atom feed33 messages in org.xml.lists.xml-dev[xml-dev] hackable xml
FromSent OnAttachments
Andrew WelchJul 26, 2010 4:08 am 
David CarlisleJul 26, 2010 4:19 am 
Andrew WelchJul 26, 2010 5:26 am 
David CarlisleJul 26, 2010 5:34 am 
Simon St.LaurentJul 26, 2010 5:42 am 
Richard SalzJul 26, 2010 5:53 am 
Amelia A LewisJul 26, 2010 5:58 am 
Andrew WelchJul 26, 2010 6:57 am 
Amelia A LewisJul 26, 2010 7:23 am 
Andrew WelchJul 26, 2010 8:21 am 
David CarlisleJul 26, 2010 8:43 am 
DavidJul 26, 2010 8:47 am 
Michael KayJul 26, 2010 9:04 am 
w3...@drrw.infoJul 26, 2010 9:07 am 
DavidJul 26, 2010 9:29 am 
Michael KayJul 26, 2010 9:34 am 
Pete CordellJul 26, 2010 10:49 am 
Pete CordellJul 26, 2010 11:14 am 
Pete CordellJul 26, 2010 11:31 am 
DavidJul 26, 2010 11:36 am 
Stephen GreenJul 27, 2010 1:56 am 
Michael KayJul 27, 2010 2:54 am 
Pete CordellJul 27, 2010 4:33 am 
David CarlisleJul 27, 2010 4:44 am 
Peter PragerJul 27, 2010 5:40 am 
Pete CordellJul 28, 2010 4:36 am 
David CarlisleJul 28, 2010 5:28 am 
Elliotte Rusty HaroldJul 28, 2010 6:04 am 
Michael KayJul 28, 2010 6:24 am 
Dave PawsonJul 28, 2010 9:02 am 
w3...@drrw.infoJul 30, 2010 9:47 am 
Tony NassarAug 12, 2010 1:13 pm 
Klotz, LeighAug 12, 2010 2:59 pm 
Subject:[xml-dev] hackable xml
From:Andrew Welch (andr@gmail.com)
Date:Jul 26, 2010 4:08:24 am
List:org.xml.lists.xml-dev

One of the reasons I think non-XML devs struggle with XML is because while it looks simple, it's actually very complex - while it appears to be just-angle-brackets and can be treated as a string (and often is) it really must be parsed and serialised using a specialist tool for the job. And even then, the apis to work with it aren't exactly dev friendly.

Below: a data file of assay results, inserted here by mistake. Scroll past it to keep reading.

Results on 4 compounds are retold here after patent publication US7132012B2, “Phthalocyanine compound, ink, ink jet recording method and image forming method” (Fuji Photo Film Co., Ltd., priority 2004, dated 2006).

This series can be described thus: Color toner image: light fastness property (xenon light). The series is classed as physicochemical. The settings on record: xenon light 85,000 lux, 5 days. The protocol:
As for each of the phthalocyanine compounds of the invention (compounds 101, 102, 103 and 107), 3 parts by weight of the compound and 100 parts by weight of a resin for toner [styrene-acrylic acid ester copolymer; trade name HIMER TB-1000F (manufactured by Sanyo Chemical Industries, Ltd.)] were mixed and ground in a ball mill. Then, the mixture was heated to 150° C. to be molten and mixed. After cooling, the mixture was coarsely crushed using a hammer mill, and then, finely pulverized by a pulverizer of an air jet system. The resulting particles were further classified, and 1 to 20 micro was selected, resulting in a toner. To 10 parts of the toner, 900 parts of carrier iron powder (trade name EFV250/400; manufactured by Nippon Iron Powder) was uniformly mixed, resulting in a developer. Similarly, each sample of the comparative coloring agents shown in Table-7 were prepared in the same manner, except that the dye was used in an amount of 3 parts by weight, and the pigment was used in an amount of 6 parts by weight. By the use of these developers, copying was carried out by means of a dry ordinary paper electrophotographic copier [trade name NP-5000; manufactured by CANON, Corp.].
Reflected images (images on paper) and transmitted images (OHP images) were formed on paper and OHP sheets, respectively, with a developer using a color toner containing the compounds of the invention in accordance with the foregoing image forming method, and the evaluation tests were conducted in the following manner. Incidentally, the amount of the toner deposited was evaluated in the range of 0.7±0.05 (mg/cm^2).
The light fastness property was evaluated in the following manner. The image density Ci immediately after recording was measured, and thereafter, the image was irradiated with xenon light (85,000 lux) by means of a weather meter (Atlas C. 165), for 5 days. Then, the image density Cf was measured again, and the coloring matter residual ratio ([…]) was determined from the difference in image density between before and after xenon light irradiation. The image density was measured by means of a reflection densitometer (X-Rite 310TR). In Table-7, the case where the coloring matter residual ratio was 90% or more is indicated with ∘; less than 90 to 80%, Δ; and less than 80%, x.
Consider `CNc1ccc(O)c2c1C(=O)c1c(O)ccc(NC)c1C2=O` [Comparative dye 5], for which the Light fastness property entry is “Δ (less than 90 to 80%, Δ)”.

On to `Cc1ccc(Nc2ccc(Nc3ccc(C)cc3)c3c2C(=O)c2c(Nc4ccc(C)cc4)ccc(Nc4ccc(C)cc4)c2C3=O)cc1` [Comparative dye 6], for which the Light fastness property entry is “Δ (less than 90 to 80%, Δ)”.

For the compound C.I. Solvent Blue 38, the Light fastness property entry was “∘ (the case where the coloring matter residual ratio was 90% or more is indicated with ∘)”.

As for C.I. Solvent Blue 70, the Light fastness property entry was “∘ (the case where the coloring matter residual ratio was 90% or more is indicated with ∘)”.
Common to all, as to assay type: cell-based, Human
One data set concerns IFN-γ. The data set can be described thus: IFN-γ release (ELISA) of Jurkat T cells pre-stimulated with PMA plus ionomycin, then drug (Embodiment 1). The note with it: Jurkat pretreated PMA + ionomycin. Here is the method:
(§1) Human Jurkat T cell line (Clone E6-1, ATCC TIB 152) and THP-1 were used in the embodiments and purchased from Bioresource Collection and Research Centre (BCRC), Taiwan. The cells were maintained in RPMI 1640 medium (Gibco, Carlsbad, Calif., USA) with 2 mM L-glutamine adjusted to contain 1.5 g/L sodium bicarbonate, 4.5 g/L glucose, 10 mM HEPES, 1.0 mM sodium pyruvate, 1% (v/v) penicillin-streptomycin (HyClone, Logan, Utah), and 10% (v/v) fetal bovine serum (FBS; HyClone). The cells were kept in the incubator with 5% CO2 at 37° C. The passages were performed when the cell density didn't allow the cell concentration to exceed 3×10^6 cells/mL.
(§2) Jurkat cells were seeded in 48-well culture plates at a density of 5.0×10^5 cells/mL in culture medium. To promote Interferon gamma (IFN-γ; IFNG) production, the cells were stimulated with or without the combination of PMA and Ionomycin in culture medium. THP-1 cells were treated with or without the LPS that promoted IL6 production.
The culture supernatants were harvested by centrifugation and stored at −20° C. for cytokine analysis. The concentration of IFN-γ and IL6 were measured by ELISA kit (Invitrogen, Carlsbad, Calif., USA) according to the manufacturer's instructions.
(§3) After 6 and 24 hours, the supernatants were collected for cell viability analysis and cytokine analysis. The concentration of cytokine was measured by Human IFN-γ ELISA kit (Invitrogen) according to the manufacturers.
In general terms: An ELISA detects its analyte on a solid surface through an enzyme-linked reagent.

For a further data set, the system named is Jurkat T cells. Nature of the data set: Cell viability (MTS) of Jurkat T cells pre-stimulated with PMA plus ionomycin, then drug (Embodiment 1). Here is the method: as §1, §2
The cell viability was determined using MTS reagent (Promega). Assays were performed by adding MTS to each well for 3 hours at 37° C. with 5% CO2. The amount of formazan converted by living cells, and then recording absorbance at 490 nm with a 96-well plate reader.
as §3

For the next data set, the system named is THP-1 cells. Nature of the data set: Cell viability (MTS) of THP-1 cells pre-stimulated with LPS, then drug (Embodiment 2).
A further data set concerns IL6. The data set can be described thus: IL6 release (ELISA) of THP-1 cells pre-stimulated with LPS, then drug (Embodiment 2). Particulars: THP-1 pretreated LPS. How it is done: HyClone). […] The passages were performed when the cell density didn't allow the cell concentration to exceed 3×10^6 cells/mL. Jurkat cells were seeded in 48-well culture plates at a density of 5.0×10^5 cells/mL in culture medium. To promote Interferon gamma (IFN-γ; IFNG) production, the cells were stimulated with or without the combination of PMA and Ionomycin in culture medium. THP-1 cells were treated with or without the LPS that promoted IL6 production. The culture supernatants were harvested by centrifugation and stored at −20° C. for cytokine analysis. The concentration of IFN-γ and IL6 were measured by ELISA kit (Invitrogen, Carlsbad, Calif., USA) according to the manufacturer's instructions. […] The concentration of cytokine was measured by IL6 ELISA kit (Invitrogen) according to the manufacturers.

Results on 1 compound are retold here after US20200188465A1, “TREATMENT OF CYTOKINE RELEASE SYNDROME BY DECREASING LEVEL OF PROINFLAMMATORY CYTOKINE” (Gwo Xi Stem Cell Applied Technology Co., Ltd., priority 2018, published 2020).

Namespaces, encoding, entities etc all prevent XML from being read and written as a string, keeping its "hackability" low, and causing frustration amongst non-XML devs (who then look for alternatives).

So to simplify XML and make it easier for the masses to handle, I think a minimalist subset is needed - the absolute minimum to keep mixed content and attributes, and thats all. I know this has been talked about before, but perhaps opinions have changed over time, especially with the apparent perception of XML these days.

Remember the goal is a simplified minimalist XML to complement the older bigger sibling XML, not replace it:

1. Elements with no prefix are in no namespace

2. Entity refs no longer exist, other than the inbuilt ones. There is no DTD. (numeric refs remain)

3. PIs, CDATA sections gone

4. Encoding must be UTF-8 (or some similar rule: its to remove the potential mismatch between the encoding in the prolog and the actual encoding)

5. Lone inbuilt entites such as "&" in the lexical XML are automatically parsed as &amp; and not an error (#2 above might enable this). Same goes for a lone "<".

6a. Namespaces no longer exist - there is no ability to differentiate elements with the same name in the same document.

or

6b. The namespace prefix is significant, and is not mapped. A Name just consists of a prefix and localname and nothing else. For example a well-formed document would be:

<foo:bar/>

Just differentiating on prefix would cover 100% of the cases I've ever been involved with. I have never, ever, seen 2 prefixes with different namespaces in the same document. There is no need to map a prefix to a namespace, the prefix provides all the uniqueness necessary within a domain, global uniqueness isn't needed. This would simplify a huge number of issues - both for devs and for implementors. One simple example: the problem of how do you map "foo" before you can use the xpath "/foo:bar" goes away - the XPath is self contained for the first time... running that xpath is a one liner.

So the goal is a minimalist xml that strips as much as possible away to make it "hackable" by the masses, keeping mixed content and attributes, the reason why you would use xml in the first place.

The need is there - is there a reason why this can't be done?

-- Andrew Welch http://andrewjwelch.com Kernow: http://kernowforsaxon.sf.net/

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